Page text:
There are many ways in which inspiration can strike. It can even happen when one is relaxing in their bathtub. 26-year-old Vaibhav Chhabra’s ‘eureka moment’ is even more unlikely than Archimedes’. When the ceiling of Vaibhav’s old office in Mumbai collapsed, the mechanical engineer turned it into an opportunity. He began by asking people to join him in rebuilding the tables, via Facebook. Six people volunteered on the first day and soon, an increasing number of people would come not just to build tables, but to work on projects of their own. Maker’s Asylum was thus born. Today, it boasts of two facilities and hundreds of innovative projects of all kinds. Excerpts from an interview with Vaibhav:
What is the concept of Maker’s Asylum?
It’s a collaborative workspace; more like a playground for artists, engineers, social scientists, musicians, students, and inventors to collaborate, share tools and ideas to build things that matter to them. It’s a community-run space, i.e., the members of the Asylum lead and run the space curating workshops, creating events, encouraging more people to start ‘making’.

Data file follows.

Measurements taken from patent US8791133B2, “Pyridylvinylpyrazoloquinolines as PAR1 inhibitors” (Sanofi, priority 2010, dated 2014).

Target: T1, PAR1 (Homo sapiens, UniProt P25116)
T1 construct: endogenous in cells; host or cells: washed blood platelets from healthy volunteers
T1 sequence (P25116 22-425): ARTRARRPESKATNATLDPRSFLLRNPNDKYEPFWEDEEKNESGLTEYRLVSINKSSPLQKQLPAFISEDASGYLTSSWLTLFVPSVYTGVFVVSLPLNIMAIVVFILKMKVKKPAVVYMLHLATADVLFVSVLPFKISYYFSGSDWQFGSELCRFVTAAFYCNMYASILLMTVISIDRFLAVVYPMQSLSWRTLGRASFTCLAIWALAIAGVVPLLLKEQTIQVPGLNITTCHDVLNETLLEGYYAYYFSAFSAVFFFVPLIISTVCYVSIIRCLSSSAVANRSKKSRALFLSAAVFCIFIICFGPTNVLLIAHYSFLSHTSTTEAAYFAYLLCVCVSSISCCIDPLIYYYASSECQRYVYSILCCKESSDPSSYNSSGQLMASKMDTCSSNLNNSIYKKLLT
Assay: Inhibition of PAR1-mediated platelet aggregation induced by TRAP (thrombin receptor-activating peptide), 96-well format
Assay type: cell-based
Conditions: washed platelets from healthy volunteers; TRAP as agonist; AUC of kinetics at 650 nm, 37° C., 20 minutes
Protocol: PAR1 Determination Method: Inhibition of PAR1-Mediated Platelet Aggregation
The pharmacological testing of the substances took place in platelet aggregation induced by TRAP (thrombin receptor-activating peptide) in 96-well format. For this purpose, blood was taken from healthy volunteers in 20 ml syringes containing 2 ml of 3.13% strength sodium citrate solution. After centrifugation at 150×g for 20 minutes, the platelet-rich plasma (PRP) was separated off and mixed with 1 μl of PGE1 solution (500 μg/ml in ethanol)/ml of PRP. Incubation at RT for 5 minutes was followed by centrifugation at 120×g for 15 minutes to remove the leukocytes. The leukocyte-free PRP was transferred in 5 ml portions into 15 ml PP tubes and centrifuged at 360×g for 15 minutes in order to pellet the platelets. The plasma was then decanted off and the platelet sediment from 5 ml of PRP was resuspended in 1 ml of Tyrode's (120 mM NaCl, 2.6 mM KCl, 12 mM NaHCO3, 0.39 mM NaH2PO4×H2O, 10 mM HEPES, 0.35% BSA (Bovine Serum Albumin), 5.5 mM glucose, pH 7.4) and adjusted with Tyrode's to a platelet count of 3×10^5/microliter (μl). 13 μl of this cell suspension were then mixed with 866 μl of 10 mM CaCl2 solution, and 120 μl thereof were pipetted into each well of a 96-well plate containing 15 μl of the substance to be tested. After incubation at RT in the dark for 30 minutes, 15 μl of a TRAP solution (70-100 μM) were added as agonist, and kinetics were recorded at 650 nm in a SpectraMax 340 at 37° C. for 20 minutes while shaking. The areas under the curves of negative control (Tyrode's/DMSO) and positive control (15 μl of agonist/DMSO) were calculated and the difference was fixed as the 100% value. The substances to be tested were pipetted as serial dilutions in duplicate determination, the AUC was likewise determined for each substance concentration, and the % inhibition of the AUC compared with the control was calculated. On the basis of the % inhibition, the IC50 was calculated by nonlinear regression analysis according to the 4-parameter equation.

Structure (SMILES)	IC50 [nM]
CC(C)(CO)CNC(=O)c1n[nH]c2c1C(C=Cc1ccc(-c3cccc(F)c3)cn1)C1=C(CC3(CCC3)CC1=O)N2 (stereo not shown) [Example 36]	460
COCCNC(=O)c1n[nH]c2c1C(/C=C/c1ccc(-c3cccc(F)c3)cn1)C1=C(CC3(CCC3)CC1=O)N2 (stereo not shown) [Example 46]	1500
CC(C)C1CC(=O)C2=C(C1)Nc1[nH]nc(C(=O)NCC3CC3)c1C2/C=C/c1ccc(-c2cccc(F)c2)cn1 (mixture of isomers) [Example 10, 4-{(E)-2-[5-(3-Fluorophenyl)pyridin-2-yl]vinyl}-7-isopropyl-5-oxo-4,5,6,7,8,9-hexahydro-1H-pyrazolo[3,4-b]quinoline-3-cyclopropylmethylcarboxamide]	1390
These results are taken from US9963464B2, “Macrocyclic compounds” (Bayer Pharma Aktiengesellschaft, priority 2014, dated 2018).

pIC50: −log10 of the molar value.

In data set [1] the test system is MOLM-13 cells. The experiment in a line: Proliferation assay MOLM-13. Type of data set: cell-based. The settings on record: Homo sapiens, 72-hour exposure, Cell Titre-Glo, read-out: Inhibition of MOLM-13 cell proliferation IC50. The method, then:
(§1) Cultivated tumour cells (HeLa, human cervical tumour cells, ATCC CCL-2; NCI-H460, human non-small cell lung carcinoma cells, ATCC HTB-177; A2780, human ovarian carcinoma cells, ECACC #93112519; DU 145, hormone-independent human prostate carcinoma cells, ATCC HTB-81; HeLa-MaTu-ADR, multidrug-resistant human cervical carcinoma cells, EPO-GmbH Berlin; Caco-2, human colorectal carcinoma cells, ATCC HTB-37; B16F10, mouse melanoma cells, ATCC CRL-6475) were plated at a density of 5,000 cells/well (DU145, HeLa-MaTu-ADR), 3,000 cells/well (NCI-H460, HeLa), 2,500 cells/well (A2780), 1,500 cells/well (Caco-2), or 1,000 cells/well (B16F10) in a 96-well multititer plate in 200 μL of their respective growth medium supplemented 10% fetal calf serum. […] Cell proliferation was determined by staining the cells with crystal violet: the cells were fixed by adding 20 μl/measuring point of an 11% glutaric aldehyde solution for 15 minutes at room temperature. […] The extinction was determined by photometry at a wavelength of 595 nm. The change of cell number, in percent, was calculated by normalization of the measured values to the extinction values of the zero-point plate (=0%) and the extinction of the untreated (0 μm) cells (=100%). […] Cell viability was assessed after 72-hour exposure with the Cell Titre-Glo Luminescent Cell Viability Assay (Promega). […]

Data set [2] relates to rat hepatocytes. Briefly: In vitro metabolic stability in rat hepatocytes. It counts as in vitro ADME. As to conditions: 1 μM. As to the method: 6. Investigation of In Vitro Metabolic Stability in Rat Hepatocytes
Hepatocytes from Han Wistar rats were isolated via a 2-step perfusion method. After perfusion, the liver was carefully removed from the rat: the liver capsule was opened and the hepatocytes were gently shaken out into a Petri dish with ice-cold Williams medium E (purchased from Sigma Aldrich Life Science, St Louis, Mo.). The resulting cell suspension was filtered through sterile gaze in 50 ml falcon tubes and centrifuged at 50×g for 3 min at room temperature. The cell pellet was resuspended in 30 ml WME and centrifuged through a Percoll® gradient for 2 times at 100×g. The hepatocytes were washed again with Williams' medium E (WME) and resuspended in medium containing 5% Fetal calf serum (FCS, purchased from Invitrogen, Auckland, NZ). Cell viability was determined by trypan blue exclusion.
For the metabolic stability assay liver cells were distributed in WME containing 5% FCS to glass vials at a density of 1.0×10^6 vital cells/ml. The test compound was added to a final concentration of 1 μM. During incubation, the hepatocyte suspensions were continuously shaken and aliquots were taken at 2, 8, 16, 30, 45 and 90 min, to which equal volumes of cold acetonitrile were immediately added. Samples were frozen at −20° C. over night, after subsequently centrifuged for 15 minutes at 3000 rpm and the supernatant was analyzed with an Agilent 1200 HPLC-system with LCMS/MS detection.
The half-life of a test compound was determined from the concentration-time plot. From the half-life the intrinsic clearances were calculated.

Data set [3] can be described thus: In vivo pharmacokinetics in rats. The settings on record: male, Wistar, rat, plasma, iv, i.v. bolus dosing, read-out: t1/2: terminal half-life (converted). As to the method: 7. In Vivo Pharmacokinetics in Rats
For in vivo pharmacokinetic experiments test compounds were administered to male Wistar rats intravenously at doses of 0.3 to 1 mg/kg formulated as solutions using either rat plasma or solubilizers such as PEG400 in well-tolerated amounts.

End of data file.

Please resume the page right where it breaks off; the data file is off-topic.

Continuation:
What kind of work goes on?
Anyone is welcome. People come there to make anything from notebooks and photo frames and furniture, to building robots and satellite ground stations. Entrepreneurs use the space to incubate their businesses and use the tools to prototype and deliver finished products.
Where are the current workspaces, and how big are they?
We are currently running two maker spaces. The one in Mumbai is 7,000 sqft and in New Delhi, it’s 2,000 sqft. We have also created a mobile maker space called The Maker Auto. It is a three-wheeler auto rickshaw re-purposed to carry tools and equipment that takes Maker’s Asylum beyond the physical locations.
How did you raise funds?
It was crowd-funded and we raised around $11,000 to take care of the initial cost. The rest of it has been bootstrapped. We actively look out for grants and CSR funding for the same.
Reach Out: makersasylum.com